Context While perioperative mortality after pancreaticoduodenectomy is decreasing, key factors remain to be elucidated. Objective The purpose of this study was to investigate inpatient mortality after pancreaticoduodenectomy in the Nationwide Inpatient Sample (NIS), a representative inpatient database in the USA. Methdos Patient discharge data (diagnostic and procedure codes) and hospital characteristics were investigated for years 2009 and 2010. The inclusion criteria were a procedure code for pancreaticoduodenectomy, elective procedure, and a pancreatic or peripancreatic cancer diagnosis. Chisquare test determined statistical significance. A logistic regression model for mortality was created from significant variables. Results Two-thousand and 958 patients were identified with an average age of 65±12 years; 53% were male. The mean length of stay was 15±12 days with a mortality of 4% and a complication rate of 57%. Eighty-six percent of pancreaticoduodenectomy occurred in teaching hospitals. Pancreaticoduodenectomy performed in teaching hospitals in the first half of the academic year were associated with higher mortality than in the latter half (5.5% vs. 3.4%, P=0.005). On logistic regression analysis, non-surgical complications are the largest predictor of death (P<0.001) while operations in the latter half of the academic year are associated with decreased mortality (P<0.01). Conclusions The timing of pancreaticoduodenectomy for cancer remained more predictive of mortality than age or length of stay; only complications were more predictive of death than time of year. This suggests that there remains a clinically and statistically significant learning curve for trainees in identifying complications; further study is needed to prove that identification of complications leads to a decrease in mortality rate by taking corrective actions.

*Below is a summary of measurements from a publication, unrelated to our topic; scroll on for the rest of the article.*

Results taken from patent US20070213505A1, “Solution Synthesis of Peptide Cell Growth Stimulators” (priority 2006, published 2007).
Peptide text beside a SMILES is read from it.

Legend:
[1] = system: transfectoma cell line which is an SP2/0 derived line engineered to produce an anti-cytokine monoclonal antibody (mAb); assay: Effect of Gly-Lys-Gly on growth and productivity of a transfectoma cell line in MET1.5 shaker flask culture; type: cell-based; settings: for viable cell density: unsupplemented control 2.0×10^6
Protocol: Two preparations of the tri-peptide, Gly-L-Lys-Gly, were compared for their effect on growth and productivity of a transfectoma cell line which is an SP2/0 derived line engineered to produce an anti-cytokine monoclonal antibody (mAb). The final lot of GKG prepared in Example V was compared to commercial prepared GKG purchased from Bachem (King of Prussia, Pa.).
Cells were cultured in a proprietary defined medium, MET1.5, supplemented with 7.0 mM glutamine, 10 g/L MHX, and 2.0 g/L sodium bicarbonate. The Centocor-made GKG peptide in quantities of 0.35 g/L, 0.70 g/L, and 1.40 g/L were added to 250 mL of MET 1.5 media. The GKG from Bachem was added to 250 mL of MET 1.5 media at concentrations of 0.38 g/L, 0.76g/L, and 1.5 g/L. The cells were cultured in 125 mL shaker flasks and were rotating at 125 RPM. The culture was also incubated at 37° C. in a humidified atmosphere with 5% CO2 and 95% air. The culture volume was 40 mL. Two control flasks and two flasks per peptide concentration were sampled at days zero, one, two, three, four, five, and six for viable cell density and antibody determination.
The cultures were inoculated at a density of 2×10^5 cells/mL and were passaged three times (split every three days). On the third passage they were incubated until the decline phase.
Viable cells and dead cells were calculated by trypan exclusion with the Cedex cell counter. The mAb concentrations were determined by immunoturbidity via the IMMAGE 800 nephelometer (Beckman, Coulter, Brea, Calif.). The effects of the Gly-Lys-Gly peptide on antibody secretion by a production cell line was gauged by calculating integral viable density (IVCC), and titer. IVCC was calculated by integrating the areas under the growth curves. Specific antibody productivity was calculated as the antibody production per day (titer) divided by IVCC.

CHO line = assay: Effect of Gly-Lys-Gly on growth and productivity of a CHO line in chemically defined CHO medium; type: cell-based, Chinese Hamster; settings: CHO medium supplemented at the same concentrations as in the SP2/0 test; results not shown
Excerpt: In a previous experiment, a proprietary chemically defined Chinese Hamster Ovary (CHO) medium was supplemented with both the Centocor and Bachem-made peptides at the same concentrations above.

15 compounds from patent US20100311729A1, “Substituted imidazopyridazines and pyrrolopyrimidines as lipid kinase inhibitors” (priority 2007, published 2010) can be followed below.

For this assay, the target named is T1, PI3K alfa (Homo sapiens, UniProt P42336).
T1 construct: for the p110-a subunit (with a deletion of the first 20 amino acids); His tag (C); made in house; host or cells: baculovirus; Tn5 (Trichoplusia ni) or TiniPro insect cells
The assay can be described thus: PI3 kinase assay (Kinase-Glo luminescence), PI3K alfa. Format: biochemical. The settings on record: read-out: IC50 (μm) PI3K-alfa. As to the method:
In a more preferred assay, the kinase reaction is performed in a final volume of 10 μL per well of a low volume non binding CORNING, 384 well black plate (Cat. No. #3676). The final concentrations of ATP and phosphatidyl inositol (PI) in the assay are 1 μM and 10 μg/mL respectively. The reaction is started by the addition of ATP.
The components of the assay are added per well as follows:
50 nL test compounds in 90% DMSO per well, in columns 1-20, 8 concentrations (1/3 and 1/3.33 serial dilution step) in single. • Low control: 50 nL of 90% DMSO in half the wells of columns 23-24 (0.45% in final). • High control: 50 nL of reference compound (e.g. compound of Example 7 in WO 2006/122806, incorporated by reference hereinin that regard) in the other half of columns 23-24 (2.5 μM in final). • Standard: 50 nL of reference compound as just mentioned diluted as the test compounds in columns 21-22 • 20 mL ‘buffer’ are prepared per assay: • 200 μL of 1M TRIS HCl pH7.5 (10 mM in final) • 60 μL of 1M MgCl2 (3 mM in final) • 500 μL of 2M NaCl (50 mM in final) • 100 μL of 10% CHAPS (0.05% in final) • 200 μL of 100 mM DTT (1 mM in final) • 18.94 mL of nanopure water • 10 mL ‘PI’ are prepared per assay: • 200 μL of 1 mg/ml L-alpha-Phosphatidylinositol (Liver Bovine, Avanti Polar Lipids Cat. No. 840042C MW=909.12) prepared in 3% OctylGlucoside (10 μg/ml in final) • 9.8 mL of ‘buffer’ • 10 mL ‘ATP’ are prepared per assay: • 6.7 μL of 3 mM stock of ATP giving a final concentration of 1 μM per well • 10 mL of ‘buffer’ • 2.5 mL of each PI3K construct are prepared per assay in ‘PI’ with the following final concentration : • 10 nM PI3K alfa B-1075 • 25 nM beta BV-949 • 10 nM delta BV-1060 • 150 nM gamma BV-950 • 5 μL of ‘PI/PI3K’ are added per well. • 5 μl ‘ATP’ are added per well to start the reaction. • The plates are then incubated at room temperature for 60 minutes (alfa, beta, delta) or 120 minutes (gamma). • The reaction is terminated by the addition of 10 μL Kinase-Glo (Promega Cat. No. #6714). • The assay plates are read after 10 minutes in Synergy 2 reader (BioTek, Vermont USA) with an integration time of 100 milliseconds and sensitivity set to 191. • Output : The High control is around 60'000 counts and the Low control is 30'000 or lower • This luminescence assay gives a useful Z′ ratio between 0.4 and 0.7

|Original language||English (US)|
|Number of pages||6|
|Journal||Journal of the Pancreas|
|State||Published - 2013|
- Intraoperative complications
ASJC Scopus subject areas
- Endocrinology, Diabetes and Metabolism